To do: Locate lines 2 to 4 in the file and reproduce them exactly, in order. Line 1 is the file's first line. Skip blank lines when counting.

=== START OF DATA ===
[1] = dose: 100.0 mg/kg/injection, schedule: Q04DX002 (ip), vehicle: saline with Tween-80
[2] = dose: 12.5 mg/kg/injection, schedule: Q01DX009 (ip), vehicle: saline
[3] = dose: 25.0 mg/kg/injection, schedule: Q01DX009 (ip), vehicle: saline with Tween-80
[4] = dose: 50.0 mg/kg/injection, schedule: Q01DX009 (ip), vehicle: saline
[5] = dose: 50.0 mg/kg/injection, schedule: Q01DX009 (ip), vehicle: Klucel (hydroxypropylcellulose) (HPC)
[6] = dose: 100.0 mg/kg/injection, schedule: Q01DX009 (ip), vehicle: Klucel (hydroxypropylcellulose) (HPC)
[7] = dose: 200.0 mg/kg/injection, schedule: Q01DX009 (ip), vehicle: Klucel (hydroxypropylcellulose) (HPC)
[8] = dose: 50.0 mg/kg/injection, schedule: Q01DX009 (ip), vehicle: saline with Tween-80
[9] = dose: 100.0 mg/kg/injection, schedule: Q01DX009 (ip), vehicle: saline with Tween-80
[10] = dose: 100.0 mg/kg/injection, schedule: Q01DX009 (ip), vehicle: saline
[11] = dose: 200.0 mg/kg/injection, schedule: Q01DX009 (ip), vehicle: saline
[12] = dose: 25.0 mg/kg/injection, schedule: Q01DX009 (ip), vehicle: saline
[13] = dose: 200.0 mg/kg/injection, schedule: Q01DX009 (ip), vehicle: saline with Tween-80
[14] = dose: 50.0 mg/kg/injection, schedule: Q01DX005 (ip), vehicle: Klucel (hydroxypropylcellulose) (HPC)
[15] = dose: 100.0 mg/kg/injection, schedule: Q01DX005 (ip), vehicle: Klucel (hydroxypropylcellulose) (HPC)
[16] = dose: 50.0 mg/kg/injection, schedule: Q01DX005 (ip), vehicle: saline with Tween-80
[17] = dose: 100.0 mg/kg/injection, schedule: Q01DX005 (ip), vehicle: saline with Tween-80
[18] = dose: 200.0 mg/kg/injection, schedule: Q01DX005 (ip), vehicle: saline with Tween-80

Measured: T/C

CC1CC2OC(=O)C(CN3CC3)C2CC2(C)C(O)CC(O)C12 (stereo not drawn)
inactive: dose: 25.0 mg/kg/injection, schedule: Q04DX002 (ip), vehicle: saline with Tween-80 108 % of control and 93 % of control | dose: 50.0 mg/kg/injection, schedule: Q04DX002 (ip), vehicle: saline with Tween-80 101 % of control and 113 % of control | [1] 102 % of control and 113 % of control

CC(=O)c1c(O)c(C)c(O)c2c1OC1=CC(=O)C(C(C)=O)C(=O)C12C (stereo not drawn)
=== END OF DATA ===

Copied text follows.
[2] = dose: 12.5 mg/kg/injection, schedule: Q01DX009 (ip), vehicle: saline
[3] = dose: 25.0 mg/kg/injection, schedule: Q01DX009 (ip), vehicle: saline with Tween-80
[4] = dose: 50.0 mg/kg/injection, schedule: Q01DX009 (ip), vehicle: saline